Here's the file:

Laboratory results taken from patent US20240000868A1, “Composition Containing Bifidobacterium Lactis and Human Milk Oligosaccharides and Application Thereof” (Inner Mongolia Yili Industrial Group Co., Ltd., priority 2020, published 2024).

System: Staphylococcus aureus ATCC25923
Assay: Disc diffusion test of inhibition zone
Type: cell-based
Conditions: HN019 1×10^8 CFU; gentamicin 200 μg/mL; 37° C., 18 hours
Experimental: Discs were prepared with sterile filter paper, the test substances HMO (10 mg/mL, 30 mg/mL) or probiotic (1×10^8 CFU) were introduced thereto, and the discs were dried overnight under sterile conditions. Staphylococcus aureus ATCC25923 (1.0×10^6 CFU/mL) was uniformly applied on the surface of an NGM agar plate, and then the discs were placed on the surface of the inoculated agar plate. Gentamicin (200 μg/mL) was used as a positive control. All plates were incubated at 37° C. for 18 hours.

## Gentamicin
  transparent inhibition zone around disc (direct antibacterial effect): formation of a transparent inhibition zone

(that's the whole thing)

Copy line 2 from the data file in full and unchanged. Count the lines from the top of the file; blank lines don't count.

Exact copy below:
System: Staphylococcus aureus ATCC25923